RASFs lead the way to eventual joint erosion in RA and actively contribute to inflammation through the production of chemokines and cytokines and matrix-degrading enzymes.15 CBD has been described as a killer of inflammatory RASFs.16 Investigation into CBD’s beneficial effects in RA found that CBD reduces cell viability and proliferation of RASF. More specifically, it increases intracellular calcium levels and reduces cell viability and IL-6/IL-8/matrix metalloproteinase-3 (MMP-3) production of RASF. It was also found that the pretreatment of RASF with TNF, a major contributor to the excess inflammation that drives RA, resulted in CBD’s anti-inflammatory effects being more pronounced. This suggests that CBD possesses antiarthritic activity and might selectively ameliorate arthritis by targeting synovial fibroblasts under inflammatory conditions. It’s also been suggested that CBD may be beneficial as an adjuvant treatment in RA that might support the action of currently used disease-modifying antirheumatic drugs.
THC, which is responsible for marijuana’s psychoactive side effects such as euphoria, dizziness, and intensified visual and auditory sensations, has also been shown to possess anti-inflammatory properties through inhibition of prostaglandin E-2 synthesis, decreased platelet aggregation, and stimulation of lipoxygenase.17 THC’s anti-inflammatory properties are 20 times the potency of aspirin and twice that of the steroid hydrocortisone.18 A recent study was conducted to determine the effects of THC at various concentrations on RASF and peripheral blood mononuclear cells (PBMC), which are immune cells that, in the context of RA, initiate the autoimmune inflammatory process directed against target organs.19 In RASF, THC (≥5 μM) increased intracellular calcium levels/PoPo3 uptake in a TRPA1-dependent manner and reduced IL-8 and matrix metalloprotease 3 production at high concentrations (25 μM). Proliferation was slightly enhanced at intermediate THC concentrations (1–10 μM) but was completely abrogated at 25 μM. In PBMC alone, THC decreased IL-10 production and increased immunoglobulin G. In PBMC/RASF coculture, THC decreased TNF production when cells were stimulated with interferon-γ or CpG. THC provides pro- and anti-inflammatory effects in RASF and PBMC, which appear to be dependent on the activating stimulus and concentration of THC. Therefore, THC might be used to treat inflammation in RA, but it might need titrating to determine the effective concentration. The researchers also found that in addition to CB1 and CB2, TRPA1 is a target receptor of THC that increases intracellular calcium levels and drug uptake in RASF. Despite RASF cytokine production not being altered at lower concentrations, THC may still be appropriate as an adjuvant to other antirheumatic drugs and may provide benefits in the treatment of comorbid conditions, such as pain, depression, and sleep disturbances.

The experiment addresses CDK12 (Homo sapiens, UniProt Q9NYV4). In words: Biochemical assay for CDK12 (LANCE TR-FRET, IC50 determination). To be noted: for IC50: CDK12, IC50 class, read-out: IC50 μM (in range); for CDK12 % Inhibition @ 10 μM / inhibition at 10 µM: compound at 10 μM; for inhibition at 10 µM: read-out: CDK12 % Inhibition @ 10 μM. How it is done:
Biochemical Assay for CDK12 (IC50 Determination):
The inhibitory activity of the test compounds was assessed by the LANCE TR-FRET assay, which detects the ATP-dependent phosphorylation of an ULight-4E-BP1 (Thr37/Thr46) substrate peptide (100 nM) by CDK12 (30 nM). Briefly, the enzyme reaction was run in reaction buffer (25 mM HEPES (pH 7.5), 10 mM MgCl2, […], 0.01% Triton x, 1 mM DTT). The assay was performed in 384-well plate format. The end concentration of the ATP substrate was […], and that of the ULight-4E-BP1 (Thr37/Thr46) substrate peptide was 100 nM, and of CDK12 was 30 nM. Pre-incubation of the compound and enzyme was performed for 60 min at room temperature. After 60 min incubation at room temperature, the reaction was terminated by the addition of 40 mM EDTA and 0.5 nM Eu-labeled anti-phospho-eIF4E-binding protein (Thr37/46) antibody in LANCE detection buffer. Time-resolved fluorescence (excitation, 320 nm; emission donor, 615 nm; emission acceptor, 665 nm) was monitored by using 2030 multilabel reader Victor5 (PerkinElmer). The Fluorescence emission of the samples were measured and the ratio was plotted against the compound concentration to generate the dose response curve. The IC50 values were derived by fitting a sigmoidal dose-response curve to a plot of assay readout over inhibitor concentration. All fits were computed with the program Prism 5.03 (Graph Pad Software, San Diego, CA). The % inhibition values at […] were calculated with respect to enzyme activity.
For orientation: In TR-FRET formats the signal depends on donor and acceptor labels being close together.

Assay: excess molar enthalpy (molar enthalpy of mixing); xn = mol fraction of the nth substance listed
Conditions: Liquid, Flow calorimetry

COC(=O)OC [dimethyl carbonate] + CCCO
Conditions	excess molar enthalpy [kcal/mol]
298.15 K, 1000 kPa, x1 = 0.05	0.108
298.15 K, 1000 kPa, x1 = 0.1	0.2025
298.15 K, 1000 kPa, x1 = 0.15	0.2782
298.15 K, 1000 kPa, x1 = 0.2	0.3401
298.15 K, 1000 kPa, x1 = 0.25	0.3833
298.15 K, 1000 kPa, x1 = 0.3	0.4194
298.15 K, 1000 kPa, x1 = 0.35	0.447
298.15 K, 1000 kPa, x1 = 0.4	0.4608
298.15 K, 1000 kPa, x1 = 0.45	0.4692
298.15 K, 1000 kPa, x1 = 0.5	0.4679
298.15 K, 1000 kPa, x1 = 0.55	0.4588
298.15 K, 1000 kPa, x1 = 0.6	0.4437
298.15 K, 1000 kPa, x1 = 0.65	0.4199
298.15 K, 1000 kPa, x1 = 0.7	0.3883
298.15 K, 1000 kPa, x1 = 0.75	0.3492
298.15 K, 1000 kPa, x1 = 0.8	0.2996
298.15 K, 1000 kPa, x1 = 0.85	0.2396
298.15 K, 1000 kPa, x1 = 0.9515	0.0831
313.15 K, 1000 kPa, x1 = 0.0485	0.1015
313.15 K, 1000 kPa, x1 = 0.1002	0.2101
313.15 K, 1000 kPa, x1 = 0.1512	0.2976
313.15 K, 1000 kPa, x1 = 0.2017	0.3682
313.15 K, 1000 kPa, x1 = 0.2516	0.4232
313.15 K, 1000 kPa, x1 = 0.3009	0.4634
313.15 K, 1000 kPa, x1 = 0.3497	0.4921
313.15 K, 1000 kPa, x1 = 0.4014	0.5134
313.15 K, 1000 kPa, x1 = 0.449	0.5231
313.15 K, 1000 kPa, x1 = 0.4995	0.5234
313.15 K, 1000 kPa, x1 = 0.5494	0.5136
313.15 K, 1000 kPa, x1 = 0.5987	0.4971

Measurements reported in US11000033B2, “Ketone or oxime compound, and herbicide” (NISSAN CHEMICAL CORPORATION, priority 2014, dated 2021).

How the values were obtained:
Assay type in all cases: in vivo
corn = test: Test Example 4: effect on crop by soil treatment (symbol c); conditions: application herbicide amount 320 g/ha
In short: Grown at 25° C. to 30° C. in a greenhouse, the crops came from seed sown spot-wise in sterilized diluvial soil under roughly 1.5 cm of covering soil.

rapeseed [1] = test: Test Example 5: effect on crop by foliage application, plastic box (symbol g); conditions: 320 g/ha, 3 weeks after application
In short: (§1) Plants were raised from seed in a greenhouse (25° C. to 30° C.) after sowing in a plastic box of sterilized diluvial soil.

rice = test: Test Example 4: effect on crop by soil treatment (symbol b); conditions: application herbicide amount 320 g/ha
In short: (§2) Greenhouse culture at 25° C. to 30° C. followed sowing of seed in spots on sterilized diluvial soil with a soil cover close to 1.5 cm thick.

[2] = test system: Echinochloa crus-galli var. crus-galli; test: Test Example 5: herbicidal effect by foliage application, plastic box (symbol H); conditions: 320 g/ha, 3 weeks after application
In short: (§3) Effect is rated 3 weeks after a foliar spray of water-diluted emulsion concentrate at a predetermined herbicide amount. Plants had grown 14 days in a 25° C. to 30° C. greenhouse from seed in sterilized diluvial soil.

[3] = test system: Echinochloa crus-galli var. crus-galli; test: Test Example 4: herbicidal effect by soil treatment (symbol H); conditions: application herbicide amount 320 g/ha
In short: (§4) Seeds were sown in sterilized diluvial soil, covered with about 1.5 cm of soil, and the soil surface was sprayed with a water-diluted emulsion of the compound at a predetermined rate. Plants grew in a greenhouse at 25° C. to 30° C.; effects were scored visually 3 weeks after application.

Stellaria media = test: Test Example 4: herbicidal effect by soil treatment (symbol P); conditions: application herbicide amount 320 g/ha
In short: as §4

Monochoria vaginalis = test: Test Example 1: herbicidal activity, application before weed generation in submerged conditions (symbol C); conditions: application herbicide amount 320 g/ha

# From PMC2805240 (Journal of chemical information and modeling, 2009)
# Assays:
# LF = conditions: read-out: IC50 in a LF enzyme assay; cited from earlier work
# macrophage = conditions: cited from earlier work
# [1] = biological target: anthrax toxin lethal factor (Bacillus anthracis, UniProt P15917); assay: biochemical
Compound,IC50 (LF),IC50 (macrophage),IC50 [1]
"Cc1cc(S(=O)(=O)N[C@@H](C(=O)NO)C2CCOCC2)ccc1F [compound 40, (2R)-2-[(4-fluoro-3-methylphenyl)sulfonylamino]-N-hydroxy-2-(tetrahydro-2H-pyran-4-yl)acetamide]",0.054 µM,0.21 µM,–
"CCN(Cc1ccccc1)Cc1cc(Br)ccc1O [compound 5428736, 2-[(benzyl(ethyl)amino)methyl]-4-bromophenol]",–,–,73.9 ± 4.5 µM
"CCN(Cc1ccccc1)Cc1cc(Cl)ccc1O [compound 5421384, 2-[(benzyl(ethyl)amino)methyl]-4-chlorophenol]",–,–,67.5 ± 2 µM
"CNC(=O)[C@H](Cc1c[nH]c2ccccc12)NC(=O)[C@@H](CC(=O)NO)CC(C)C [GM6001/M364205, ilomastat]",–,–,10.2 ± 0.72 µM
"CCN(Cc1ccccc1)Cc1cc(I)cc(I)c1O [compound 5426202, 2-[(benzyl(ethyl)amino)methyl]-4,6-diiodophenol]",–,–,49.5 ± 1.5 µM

Synthetic cannabinoids may also prove to be beneficial in the treatment of RA. The synthetic cannabinoid WIN55,212-2 mesylate has demonstrated strong anti-inflammatory effects in monocytes and synovial fibroblasts modulating cytokine and MMP-3 production in RASFs.20 Animal models using a murine model with collagen-induced arthritis have shown a beneficial effect of the synthetic cannabinoid CB2 receptor agonists JWH-133 and HU-308. JWH-133 is a potent synthetic CB2 receptor agonist that was found to be associated with a decrease in serum antibody levels, decreased cytokine production, and reduced bone destruction.20 HU-308, also a CB2 receptor agonist, was associated with less joint swelling and destruction, reduced synovial inflammation, along with a decrease in serum antibody levels.21
Chronic pain conditions, including rheumatic diseases, can negatively affect a person’s quality of life and mental health with an increase in comorbidities as well as an increased prevalence of anxiety, depression, and sleep disturbances.22 RA is associated with a higher prevalence of both depression and anxiety (estimated to affect 39% and 20% respectively).23 An estimated 30% of RA patients will develop depression within five years, with women being about 60% more likely to be diagnosed with depression compared with men.24 Possible explanations for the increased rate of depression and anxiety include functional impairments, increased levels of pain, helplessness due to uncertainty associated with the disease, proinflammatory cytokines, and TNF-α and IL-1, which may also have a pathological link to depression.25 It’s thought that chronic stress inhibits the production of endocannabinoids by the brain, which may lead to depression and anxiety. Based on this concept, supplementing the body’s endogenous cannabinoids may facilitate the restoration of optimal function, thus easing depression symptoms.
Despite limited clinical studies supporting the widespread use of cannabis and cannabis-derived products for RA, the anecdotal evidence, including a significant increase in the use of cannabis by persons with RA, suggests that cannabis provides a number of desirable properties. While larger controlled studies are needed, health care providers should continue to broaden their awareness and understanding of this drug so that they’re better equipped to advise their patients about potential benefits and risks.
— Mark D. Coggins, PharmD, BCGP, FASCP, is vice president of pharmacy services and medication management for skilled nursing centers operated by Diversicare in nine states and is a past director on the board of the American Society of Consultant Pharmacists. He was nationally recognized by the Commission for Certification in Geriatric Pharmacy with the 2010 Excellence in Geriatric Pharmacy Practice Award.